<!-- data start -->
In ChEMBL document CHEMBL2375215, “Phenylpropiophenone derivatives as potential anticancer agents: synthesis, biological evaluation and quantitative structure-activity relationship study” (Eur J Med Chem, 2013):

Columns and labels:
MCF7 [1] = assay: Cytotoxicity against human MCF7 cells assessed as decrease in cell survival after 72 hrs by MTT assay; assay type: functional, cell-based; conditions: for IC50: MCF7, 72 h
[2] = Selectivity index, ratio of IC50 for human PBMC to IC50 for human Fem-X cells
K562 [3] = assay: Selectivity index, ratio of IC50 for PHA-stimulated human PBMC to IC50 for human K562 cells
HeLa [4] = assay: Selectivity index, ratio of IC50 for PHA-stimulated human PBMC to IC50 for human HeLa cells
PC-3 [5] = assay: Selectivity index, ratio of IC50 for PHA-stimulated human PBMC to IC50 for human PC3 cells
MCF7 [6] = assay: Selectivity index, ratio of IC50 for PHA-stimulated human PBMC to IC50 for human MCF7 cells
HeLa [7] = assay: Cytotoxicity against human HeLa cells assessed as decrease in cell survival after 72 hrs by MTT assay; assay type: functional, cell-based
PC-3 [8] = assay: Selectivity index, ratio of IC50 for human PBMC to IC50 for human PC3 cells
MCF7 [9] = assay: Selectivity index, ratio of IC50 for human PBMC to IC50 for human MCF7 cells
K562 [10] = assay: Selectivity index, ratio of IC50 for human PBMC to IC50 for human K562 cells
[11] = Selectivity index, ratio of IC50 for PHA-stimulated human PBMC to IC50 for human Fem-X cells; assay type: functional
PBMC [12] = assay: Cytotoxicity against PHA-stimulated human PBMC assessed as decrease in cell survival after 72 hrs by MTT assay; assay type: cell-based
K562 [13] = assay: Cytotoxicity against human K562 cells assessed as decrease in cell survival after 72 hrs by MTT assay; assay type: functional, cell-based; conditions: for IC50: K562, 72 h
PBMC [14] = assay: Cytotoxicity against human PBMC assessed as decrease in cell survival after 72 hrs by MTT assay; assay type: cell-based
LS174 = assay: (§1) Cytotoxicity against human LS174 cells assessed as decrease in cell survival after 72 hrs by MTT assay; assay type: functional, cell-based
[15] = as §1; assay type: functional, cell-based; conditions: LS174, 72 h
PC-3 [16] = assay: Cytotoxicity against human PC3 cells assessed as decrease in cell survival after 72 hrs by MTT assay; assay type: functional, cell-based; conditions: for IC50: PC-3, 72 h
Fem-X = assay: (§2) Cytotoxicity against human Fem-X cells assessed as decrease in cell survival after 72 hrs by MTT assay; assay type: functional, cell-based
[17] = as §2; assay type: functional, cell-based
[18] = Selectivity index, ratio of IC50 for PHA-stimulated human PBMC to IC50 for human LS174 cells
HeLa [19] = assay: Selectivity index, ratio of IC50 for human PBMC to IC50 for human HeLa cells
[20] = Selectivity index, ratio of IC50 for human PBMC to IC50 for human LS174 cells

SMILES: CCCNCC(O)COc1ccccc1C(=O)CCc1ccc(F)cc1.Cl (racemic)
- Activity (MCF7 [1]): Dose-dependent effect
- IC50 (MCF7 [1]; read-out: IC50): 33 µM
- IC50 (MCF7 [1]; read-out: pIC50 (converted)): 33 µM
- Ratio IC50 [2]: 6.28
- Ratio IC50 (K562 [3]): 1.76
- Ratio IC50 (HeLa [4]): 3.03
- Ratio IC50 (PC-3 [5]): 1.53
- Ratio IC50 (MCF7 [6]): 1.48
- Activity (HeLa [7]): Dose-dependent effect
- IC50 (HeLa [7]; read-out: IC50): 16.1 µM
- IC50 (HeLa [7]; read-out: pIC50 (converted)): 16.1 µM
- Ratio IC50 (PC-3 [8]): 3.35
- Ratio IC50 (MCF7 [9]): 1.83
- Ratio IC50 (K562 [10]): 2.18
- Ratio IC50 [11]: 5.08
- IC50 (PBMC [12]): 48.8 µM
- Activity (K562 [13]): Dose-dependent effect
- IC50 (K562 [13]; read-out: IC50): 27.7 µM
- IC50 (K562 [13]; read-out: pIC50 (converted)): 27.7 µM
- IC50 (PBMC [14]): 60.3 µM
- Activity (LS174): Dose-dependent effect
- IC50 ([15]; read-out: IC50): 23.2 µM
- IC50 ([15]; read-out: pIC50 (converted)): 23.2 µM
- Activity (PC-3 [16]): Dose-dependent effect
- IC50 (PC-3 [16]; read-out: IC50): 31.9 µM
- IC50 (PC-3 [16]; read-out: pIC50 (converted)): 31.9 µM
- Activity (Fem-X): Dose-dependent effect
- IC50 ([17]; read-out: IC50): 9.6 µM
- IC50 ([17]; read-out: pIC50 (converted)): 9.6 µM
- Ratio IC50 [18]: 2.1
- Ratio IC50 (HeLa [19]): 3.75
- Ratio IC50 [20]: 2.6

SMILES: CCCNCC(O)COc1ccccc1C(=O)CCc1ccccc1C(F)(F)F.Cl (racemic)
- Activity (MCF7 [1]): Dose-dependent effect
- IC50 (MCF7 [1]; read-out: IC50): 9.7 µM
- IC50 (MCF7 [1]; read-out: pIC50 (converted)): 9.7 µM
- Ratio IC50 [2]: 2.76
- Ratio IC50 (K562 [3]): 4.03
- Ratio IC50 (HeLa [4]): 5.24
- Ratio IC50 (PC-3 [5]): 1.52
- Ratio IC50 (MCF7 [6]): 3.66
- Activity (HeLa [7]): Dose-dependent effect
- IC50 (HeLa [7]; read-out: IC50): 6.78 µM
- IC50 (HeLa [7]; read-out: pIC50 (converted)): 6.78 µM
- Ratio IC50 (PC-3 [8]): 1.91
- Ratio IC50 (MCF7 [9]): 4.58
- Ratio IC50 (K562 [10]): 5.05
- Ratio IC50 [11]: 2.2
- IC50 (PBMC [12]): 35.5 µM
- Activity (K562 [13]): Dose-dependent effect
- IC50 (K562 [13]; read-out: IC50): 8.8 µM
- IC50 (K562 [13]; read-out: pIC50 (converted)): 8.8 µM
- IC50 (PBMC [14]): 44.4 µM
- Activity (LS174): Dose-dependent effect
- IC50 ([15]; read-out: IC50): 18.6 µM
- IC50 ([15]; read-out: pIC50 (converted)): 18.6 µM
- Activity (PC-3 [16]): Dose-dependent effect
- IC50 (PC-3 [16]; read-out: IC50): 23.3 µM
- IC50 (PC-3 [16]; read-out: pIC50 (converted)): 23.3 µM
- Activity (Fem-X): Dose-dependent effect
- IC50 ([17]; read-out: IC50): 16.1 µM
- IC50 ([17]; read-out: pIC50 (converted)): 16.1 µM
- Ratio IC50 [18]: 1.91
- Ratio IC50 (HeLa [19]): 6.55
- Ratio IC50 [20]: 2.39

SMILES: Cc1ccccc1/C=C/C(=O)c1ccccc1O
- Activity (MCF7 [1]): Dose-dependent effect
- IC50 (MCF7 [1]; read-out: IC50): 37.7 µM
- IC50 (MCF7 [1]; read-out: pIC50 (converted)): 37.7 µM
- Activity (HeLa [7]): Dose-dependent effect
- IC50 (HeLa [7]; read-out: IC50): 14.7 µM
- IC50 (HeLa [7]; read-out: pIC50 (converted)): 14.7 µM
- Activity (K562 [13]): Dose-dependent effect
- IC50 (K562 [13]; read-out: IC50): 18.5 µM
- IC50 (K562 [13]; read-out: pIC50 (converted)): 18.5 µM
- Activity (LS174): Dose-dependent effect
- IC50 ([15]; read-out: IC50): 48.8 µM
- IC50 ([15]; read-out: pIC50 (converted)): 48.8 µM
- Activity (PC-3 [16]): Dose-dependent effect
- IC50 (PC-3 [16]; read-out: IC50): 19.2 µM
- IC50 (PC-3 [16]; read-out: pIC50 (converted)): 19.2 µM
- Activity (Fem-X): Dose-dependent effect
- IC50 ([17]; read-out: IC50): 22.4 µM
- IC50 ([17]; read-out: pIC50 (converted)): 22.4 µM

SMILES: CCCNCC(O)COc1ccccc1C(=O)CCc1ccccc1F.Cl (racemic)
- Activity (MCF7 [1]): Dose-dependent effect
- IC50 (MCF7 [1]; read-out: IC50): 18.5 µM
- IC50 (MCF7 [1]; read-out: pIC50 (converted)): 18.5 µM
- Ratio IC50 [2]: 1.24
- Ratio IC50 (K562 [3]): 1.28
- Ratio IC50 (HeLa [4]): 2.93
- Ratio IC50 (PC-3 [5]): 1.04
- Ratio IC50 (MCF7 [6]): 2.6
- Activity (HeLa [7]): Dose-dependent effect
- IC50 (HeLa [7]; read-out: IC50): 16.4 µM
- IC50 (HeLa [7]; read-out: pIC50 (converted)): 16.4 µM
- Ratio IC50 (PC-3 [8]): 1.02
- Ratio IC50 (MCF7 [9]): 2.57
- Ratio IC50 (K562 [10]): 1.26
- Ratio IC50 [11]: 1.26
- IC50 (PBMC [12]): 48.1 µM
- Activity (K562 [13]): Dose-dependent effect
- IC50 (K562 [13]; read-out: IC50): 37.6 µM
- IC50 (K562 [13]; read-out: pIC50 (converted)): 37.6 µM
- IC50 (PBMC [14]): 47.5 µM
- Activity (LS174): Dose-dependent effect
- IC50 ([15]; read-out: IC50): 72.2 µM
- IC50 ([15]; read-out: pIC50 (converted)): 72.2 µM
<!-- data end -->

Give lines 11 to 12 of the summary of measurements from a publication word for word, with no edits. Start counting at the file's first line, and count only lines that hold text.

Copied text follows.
MCF7 [9] = assay: Selectivity index, ratio of IC50 for human PBMC to IC50 for human MCF7 cells
K562 [10] = assay: Selectivity index, ratio of IC50 for human PBMC to IC50 for human K562 cells